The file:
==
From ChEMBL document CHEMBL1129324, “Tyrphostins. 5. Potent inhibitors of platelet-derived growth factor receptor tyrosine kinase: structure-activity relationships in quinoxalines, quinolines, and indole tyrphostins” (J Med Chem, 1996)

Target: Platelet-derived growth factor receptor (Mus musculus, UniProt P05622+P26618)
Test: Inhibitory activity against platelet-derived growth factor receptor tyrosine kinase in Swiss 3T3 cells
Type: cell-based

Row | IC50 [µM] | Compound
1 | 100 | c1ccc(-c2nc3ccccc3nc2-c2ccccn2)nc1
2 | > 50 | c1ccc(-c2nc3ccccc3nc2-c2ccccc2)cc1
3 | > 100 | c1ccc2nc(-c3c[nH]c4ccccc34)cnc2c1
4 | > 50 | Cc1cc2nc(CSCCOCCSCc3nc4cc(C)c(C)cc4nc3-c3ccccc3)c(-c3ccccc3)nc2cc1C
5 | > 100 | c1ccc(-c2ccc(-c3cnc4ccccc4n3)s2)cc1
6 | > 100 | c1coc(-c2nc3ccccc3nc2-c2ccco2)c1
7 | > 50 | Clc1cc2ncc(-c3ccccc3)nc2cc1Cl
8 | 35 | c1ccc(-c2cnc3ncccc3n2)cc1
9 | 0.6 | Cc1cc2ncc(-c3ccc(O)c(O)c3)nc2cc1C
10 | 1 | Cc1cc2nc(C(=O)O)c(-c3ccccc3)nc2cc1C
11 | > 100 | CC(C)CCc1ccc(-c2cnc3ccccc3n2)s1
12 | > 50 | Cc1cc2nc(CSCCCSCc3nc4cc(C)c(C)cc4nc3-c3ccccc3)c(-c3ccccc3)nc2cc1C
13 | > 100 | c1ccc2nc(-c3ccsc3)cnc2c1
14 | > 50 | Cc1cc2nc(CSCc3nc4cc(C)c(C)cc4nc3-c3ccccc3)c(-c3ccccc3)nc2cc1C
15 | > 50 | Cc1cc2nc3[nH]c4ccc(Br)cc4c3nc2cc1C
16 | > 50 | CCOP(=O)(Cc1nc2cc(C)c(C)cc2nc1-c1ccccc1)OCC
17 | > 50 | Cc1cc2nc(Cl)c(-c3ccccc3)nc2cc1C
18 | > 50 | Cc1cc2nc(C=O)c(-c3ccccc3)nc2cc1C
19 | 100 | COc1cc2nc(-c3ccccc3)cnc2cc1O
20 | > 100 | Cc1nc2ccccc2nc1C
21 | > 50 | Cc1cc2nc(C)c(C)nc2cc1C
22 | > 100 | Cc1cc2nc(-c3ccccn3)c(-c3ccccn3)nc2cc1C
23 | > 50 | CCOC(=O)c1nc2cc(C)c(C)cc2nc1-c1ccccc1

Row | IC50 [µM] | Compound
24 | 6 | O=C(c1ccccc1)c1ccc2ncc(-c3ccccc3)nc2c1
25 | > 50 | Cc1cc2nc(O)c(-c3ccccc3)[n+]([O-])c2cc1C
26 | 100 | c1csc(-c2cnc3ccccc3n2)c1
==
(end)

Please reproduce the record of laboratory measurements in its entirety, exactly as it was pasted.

From ChEMBL document CHEMBL1129324, “Tyrphostins. 5. Potent inhibitors of platelet-derived growth factor receptor tyrosine kinase: structure-activity relationships in quinoxalines, quinolines, and indole tyrphostins” (J Med Chem, 1996)

Target: Platelet-derived growth factor receptor (Mus musculus, UniProt P05622+P26618)
Test: Inhibitory activity against platelet-derived growth factor receptor tyrosine kinase in Swiss 3T3 cells
Type: cell-based

Row | IC50 [µM] | Compound
1 | 100 | c1ccc(-c2nc3ccccc3nc2-c2ccccn2)nc1
2 | > 50 | c1ccc(-c2nc3ccccc3nc2-c2ccccc2)cc1
3 | > 100 | c1ccc2nc(-c3c[nH]c4ccccc34)cnc2c1
4 | > 50 | Cc1cc2nc(CSCCOCCSCc3nc4cc(C)c(C)cc4nc3-c3ccccc3)c(-c3ccccc3)nc2cc1C
5 | > 100 | c1ccc(-c2ccc(-c3cnc4ccccc4n3)s2)cc1
6 | > 100 | c1coc(-c2nc3ccccc3nc2-c2ccco2)c1
7 | > 50 | Clc1cc2ncc(-c3ccccc3)nc2cc1Cl
8 | 35 | c1ccc(-c2cnc3ncccc3n2)cc1
9 | 0.6 | Cc1cc2ncc(-c3ccc(O)c(O)c3)nc2cc1C
10 | 1 | Cc1cc2nc(C(=O)O)c(-c3ccccc3)nc2cc1C
11 | > 100 | CC(C)CCc1ccc(-c2cnc3ccccc3n2)s1
12 | > 50 | Cc1cc2nc(CSCCCSCc3nc4cc(C)c(C)cc4nc3-c3ccccc3)c(-c3ccccc3)nc2cc1C
13 | > 100 | c1ccc2nc(-c3ccsc3)cnc2c1
14 | > 50 | Cc1cc2nc(CSCc3nc4cc(C)c(C)cc4nc3-c3ccccc3)c(-c3ccccc3)nc2cc1C
15 | > 50 | Cc1cc2nc3[nH]c4ccc(Br)cc4c3nc2cc1C
16 | > 50 | CCOP(=O)(Cc1nc2cc(C)c(C)cc2nc1-c1ccccc1)OCC
17 | > 50 | Cc1cc2nc(Cl)c(-c3ccccc3)nc2cc1C
18 | > 50 | Cc1cc2nc(C=O)c(-c3ccccc3)nc2cc1C
19 | 100 | COc1cc2nc(-c3ccccc3)cnc2cc1O
20 | > 100 | Cc1nc2ccccc2nc1C
21 | > 50 | Cc1cc2nc(C)c(C)nc2cc1C
22 | > 100 | Cc1cc2nc(-c3ccccn3)c(-c3ccccn3)nc2cc1C
23 | > 50 | CCOC(=O)c1nc2cc(C)c(C)cc2nc1-c1ccccc1

Row | IC50 [µM] | Compound
24 | 6 | O=C(c1ccccc1)c1ccc2ncc(-c3ccccc3)nc2c1
25 | > 50 | Cc1cc2nc(O)c(-c3ccccc3)[n+]([O-])c2cc1C
26 | 100 | c1csc(-c2cnc3ccccc3n2)c1